Three years later, in the summer between my Junior and Senior year, I worked at Camp Friendship, a camp that works with disabled people between the ages of 5 and 90.  I became known as the “Autism Whisperer” because I worked so well with the autistic campers.  My most vivid memory was when I walked in on several counselors force-feeding a non-speaking 90-year-old autistic camper who understably spit it all back into their faces.  I stopped them and told them that I was going to take over.  I was exhausted at that point because the noise in the cafeteria seemed defining to me and the fluorescent lights above me didn’t do anything to help.  I asked if we could go outside to eat and he stood up without hesitation.  We found a nice, shady spot under a tree and I put some food on the spoon and told him, “Whenever you are ready, guide the spoon to your mouth.”  I sat there for about 30 seconds and he slowly reached out and guided the spoon to his mouth.  “I think I know what your going through.  It’s the consistency, right?”  He nodded and I continued, “Growing up, I would do the same thing when I had to eat vegetables.  I still do the same thing!”  The light-bulb lit up again and I wondered if I had autism.

Curious, I looked up autism that night.  The first search result was “Autism Speaks,” which I had heard of during the past three years.  I read through several of their articles and began to decide that I was not autistic.  I retreated from the idea that I was autistic because they portrayed an autism that terrified me.  An autism that needed to be fixed because most autistic people were nonverbal and low-functioning.  But I wasn’t either of those things.

So, I put the idea of me being autistic into the back of my head again for another two years.  In my first six weeks of teaching special education, my supervisor was talking to me and suddenly stopped and asked, out of the blue, “Are you autistic?”

Taken somewhat aback, I responded, “Possibly, why do you ask?”

“You have a lot of traits that are very similar to my husband, who’s also autistic.”  And thus, the idea of me being autistic came into my mind once again.  And once again, I searched what autism was and found “Autism Speaks.”

This time, I was even more terrified of what I found.  They portrayed autism not just as a bad thing, but as a sort of monster that waited until you least expected it to creep up and kidnap your child leaving a screaming empty husk of nothingness behind.  And for the third time, I put it into the back of my mind, but not so far back as to never think about it.  Every few weeks, I would think about it and put it aside in my mind.

Last year, I began to work on my presentation for the Great Plains Alliance in Computers and Writing and I wanted to do a presentation on autism and identity.  How is identity formed in autistic people?  Yet again, I began to wonder whether or not I had autism.  Once more, I looked at the Autism Speaks website.  But now, I had a strong arsenal behind me: rhetoric.  I looked at Autism Speaks, the same site I had looked at twice before and walked away deciding I didn’t have autism because of what it did, and it was fear-mongering.  Every awareness campaign was rife with making autism into a 21st century monster.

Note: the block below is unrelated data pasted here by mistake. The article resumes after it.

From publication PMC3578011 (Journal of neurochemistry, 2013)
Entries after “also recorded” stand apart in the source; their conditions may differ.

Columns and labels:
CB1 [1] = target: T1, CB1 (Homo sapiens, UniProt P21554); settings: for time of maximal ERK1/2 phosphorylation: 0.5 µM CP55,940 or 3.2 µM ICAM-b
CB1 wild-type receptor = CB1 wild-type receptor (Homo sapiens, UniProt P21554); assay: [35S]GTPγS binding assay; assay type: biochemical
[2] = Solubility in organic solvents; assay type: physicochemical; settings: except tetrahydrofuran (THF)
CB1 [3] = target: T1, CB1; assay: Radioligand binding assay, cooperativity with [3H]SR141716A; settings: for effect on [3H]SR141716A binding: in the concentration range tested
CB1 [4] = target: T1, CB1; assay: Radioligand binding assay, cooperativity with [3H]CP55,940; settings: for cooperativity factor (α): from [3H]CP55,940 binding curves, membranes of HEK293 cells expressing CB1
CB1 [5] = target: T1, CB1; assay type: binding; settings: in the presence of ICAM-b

Several months later, I read an article entitled “Autism and Rhetoric” by Paul Heilker and Melanie Yergeau and I saw autism in a new light.  In their article, they say, “every public discourse on autism is begging for rhetorical analysis.”  There is no more renowned a public discourse entity than Autism Speaks.

 

Methodology

Macro – Foucault’s concepts of genealogy & archaeology

micro- Critical discourse & Critical ethnography of Autism Speaks

 

Preliminary Study

b

 

Rationale & Overview (How to expand on what I’ve done so far)

j

 

Societal Implications and Significance of this Project

s

 

Chapter List

At this time, I am projecting the completed thesis will consist of seven chapters.  Below, I outline those chapters and provide a brief summary of what I expect to accomplish in each of those chapters.

 

  1. Introduction
    • I will outline my argument and give general overview of my thesis. I will establish exigency by summarizing my findings that Autism Speaks’ goal is the eradication of autism.
  2. Lit Review – How I got here?
    • I will situate my study in how I got to my current topic.  I will continue to establish agency by documenting the power of television to create identities and images
  3. Outline of Study and Goals (Methodology)
    • I will explain the reasons behind the choices I made in
  4. The results of the study
    • I will detail the data that I have gathered.
  5. Conclusion
    • I will tie everything together, cementing the link between ableistic science and ableistic advocacy, and the link between the internet and autistic self-advocacy/activism.

 

Timeline

On the following page, I offer what I believe to be a thorough and realistic timeline that will enable me to gather and analyze data one other autism advocacy organization, draft the seven anticipated thesis chapters, and revise the entire document by the deadline set by the School of Graduate Studies to qualify for graduation in Spring 2016.